These Legalett systems from Sweden, have come to North America by way of Canada, where it has been used very effectively in cold climates. As soon as I saw it I fell in love with it because now an average homeowner can put one of these systems together and no hot water to mess with. Warm air is easy to make and blow through tubes, cheaply. Check them out.
These warm air or hot water heating systems are more expensive to build initially, but well pay for themselves is short order.
To show you how simple it can be, a roller skating rink put in collectors and manifolds on it's south wall and just the people skating in a circle drew warm air in. Solar works best to heat stuff, not to make electricity. in panels that take up a lot of space for relatively little power, are electrically complex, degrade and then can not be recycled, our landfills are filling up with them.

It’s like spend 80% of your money up front then 20% thereafter,
unlike the way they do it now, where you pay 20% up front and then pay 80% forever after, and get an inefficient house too boot, but the bank and the general contractors and the utility company made allot of money.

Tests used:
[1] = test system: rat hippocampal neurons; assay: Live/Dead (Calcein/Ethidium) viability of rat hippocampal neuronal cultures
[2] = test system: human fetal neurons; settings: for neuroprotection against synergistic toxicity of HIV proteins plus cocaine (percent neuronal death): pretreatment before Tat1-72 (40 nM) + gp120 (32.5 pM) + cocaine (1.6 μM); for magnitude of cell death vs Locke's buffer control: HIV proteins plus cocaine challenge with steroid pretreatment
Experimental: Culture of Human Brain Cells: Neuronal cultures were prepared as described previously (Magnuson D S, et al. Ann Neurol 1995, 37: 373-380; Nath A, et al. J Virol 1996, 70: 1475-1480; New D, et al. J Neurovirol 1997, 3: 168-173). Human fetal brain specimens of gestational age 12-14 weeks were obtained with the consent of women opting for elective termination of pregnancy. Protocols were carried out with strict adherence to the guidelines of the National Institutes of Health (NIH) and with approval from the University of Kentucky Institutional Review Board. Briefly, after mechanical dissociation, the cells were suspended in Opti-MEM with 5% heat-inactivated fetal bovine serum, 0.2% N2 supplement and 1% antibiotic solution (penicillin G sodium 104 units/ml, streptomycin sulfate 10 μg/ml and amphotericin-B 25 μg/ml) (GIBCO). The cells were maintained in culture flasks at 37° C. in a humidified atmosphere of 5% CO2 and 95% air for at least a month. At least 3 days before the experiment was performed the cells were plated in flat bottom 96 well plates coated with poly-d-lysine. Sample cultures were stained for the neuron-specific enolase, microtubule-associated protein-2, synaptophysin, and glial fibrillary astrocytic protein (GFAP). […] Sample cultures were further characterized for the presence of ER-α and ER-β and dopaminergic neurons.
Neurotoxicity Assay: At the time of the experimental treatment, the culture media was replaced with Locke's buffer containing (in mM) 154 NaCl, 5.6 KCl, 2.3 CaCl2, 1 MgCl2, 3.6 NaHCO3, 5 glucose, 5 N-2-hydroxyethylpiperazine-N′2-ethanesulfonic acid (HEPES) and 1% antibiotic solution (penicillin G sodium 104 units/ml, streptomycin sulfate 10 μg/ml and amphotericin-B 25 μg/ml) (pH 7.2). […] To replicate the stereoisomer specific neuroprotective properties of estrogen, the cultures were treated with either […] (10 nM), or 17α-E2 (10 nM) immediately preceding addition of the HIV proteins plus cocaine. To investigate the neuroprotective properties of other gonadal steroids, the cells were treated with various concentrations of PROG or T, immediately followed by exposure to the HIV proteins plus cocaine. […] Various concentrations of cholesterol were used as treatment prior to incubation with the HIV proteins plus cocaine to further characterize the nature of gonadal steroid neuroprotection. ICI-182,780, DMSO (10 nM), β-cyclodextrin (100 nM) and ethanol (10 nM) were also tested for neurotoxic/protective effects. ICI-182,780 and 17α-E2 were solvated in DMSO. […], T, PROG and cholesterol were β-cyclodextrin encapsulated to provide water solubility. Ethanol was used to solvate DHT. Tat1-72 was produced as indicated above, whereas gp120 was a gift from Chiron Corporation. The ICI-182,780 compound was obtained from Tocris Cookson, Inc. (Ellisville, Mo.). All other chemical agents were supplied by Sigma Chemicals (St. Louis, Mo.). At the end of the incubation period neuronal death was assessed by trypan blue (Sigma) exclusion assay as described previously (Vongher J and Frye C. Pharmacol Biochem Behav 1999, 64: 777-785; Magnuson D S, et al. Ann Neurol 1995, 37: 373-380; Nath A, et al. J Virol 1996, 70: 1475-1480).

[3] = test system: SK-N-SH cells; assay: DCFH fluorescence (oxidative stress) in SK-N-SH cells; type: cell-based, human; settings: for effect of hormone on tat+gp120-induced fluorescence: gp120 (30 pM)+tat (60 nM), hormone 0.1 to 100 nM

If you can build a house that pays attention to the Earth it's built on and to the southern sun, it will provide a nest for generations, but like the nest it has to be designed properly from the start.

I never had any disgruntled owners using this old school warm floor method, because they were understanding of the simplicity and logic of it, and they had my phone number. Ha..

Like the Hawk, pick a good foundation.
Build small, and insulate well.

You gotta' push the stick forward while you're lookn' at the ground
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Craig Muhonen
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Location: The Canyons of the Ancients